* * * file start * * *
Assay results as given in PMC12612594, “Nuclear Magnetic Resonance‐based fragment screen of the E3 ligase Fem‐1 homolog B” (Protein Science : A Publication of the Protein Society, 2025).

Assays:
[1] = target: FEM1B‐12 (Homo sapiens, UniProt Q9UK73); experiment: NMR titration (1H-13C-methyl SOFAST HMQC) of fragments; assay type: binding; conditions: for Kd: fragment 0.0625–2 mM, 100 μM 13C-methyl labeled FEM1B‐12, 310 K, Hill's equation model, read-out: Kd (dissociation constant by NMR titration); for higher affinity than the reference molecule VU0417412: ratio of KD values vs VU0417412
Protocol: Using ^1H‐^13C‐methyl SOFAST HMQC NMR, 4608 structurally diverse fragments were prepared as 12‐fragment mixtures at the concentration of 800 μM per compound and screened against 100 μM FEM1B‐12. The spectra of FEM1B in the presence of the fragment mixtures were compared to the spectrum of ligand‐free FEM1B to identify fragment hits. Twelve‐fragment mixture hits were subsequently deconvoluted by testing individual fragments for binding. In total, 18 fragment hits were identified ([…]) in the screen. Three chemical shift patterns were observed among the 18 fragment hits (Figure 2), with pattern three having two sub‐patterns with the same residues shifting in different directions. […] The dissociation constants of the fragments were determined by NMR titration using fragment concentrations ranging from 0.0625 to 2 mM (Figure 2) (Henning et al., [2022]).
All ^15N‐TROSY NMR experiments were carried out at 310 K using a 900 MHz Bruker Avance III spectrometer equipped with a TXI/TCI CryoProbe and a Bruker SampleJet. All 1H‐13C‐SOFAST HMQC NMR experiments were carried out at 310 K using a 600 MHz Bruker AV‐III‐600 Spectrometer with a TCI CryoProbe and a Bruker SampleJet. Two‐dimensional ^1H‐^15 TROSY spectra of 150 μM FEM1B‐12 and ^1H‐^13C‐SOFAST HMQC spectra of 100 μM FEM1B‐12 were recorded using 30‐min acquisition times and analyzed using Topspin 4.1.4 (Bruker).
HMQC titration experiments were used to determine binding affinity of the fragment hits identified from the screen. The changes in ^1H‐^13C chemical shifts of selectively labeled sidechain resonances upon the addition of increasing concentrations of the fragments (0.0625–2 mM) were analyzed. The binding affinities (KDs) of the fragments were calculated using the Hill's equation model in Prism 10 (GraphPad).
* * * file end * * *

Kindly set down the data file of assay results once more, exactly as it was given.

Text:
Assay results as given in PMC12612594, “Nuclear Magnetic Resonance‐based fragment screen of the E3 ligase Fem‐1 homolog B” (Protein Science : A Publication of the Protein Society, 2025).

Assays:
[1] = target: FEM1B‐12 (Homo sapiens, UniProt Q9UK73); experiment: NMR titration (1H-13C-methyl SOFAST HMQC) of fragments; assay type: binding; conditions: for Kd: fragment 0.0625–2 mM, 100 μM 13C-methyl labeled FEM1B‐12, 310 K, Hill's equation model, read-out: Kd (dissociation constant by NMR titration); for higher affinity than the reference molecule VU0417412: ratio of KD values vs VU0417412
Protocol: Using ^1H‐^13C‐methyl SOFAST HMQC NMR, 4608 structurally diverse fragments were prepared as 12‐fragment mixtures at the concentration of 800 μM per compound and screened against 100 μM FEM1B‐12. The spectra of FEM1B in the presence of the fragment mixtures were compared to the spectrum of ligand‐free FEM1B to identify fragment hits. Twelve‐fragment mixture hits were subsequently deconvoluted by testing individual fragments for binding. In total, 18 fragment hits were identified ([…]) in the screen. Three chemical shift patterns were observed among the 18 fragment hits (Figure 2), with pattern three having two sub‐patterns with the same residues shifting in different directions. […] The dissociation constants of the fragments were determined by NMR titration using fragment concentrations ranging from 0.0625 to 2 mM (Figure 2) (Henning et al., [2022]).
All ^15N‐TROSY NMR experiments were carried out at 310 K using a 900 MHz Bruker Avance III spectrometer equipped with a TXI/TCI CryoProbe and a Bruker SampleJet. All 1H‐13C‐SOFAST HMQC NMR experiments were carried out at 310 K using a 600 MHz Bruker AV‐III‐600 Spectrometer with a TCI CryoProbe and a Bruker SampleJet. Two‐dimensional ^1H‐^15 TROSY spectra of 150 μM FEM1B‐12 and ^1H‐^13C‐SOFAST HMQC spectra of 100 μM FEM1B‐12 were recorded using 30‐min acquisition times and analyzed using Topspin 4.1.4 (Bruker).
HMQC titration experiments were used to determine binding affinity of the fragment hits identified from the screen. The changes in ^1H‐^13C chemical shifts of selectively labeled sidechain resonances upon the addition of increasing concentrations of the fragments (0.0625–2 mM) were analyzed. The binding affinities (KDs) of the fragments were calculated using the Hill's equation model in Prism 10 (GraphPad).